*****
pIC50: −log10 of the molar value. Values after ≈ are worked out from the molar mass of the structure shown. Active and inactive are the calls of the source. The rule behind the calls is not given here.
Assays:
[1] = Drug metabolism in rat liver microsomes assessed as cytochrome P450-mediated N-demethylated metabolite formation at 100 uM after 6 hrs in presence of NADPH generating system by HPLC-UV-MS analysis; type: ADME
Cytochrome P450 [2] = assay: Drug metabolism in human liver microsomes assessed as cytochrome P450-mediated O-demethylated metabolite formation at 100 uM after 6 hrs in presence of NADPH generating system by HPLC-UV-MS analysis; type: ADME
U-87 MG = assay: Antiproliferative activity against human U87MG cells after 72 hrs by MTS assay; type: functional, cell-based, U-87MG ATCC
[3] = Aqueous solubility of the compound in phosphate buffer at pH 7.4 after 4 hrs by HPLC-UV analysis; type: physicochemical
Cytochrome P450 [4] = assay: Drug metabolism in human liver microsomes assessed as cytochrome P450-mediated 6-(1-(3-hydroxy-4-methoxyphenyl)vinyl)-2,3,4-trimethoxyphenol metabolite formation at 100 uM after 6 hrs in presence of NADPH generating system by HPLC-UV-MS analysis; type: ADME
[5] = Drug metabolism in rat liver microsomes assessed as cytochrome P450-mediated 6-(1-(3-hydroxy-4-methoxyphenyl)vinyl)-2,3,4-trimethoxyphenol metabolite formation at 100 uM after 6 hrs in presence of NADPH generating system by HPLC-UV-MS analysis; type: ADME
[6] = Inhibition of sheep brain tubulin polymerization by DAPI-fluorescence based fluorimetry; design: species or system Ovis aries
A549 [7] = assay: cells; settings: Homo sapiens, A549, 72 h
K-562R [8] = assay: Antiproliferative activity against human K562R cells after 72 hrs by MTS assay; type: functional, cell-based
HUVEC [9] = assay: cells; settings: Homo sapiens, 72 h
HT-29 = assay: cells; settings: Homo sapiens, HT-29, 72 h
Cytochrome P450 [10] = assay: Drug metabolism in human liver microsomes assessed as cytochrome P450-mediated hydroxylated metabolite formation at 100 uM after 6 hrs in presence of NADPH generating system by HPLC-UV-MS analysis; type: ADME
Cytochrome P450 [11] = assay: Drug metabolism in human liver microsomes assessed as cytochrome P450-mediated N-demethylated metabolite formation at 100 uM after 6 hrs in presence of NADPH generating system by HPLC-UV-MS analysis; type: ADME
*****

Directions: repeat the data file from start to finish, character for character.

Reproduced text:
pIC50: −log10 of the molar value. Values after ≈ are worked out from the molar mass of the structure shown. Active and inactive are the calls of the source. The rule behind the calls is not given here.
Assays:
[1] = Drug metabolism in rat liver microsomes assessed as cytochrome P450-mediated N-demethylated metabolite formation at 100 uM after 6 hrs in presence of NADPH generating system by HPLC-UV-MS analysis; type: ADME
Cytochrome P450 [2] = assay: Drug metabolism in human liver microsomes assessed as cytochrome P450-mediated O-demethylated metabolite formation at 100 uM after 6 hrs in presence of NADPH generating system by HPLC-UV-MS analysis; type: ADME
U-87 MG = assay: Antiproliferative activity against human U87MG cells after 72 hrs by MTS assay; type: functional, cell-based, U-87MG ATCC
[3] = Aqueous solubility of the compound in phosphate buffer at pH 7.4 after 4 hrs by HPLC-UV analysis; type: physicochemical
Cytochrome P450 [4] = assay: Drug metabolism in human liver microsomes assessed as cytochrome P450-mediated 6-(1-(3-hydroxy-4-methoxyphenyl)vinyl)-2,3,4-trimethoxyphenol metabolite formation at 100 uM after 6 hrs in presence of NADPH generating system by HPLC-UV-MS analysis; type: ADME
[5] = Drug metabolism in rat liver microsomes assessed as cytochrome P450-mediated 6-(1-(3-hydroxy-4-methoxyphenyl)vinyl)-2,3,4-trimethoxyphenol metabolite formation at 100 uM after 6 hrs in presence of NADPH generating system by HPLC-UV-MS analysis; type: ADME
[6] = Inhibition of sheep brain tubulin polymerization by DAPI-fluorescence based fluorimetry; design: species or system Ovis aries
A549 [7] = assay: cells; settings: Homo sapiens, A549, 72 h
K-562R [8] = assay: Antiproliferative activity against human K562R cells after 72 hrs by MTS assay; type: functional, cell-based
HUVEC [9] = assay: cells; settings: Homo sapiens, 72 h
HT-29 = assay: cells; settings: Homo sapiens, HT-29, 72 h
Cytochrome P450 [10] = assay: Drug metabolism in human liver microsomes assessed as cytochrome P450-mediated hydroxylated metabolite formation at 100 uM after 6 hrs in presence of NADPH generating system by HPLC-UV-MS analysis; type: ADME
Cytochrome P450 [11] = assay: Drug metabolism in human liver microsomes assessed as cytochrome P450-mediated N-demethylated metabolite formation at 100 uM after 6 hrs in presence of NADPH generating system by HPLC-UV-MS analysis; type: ADME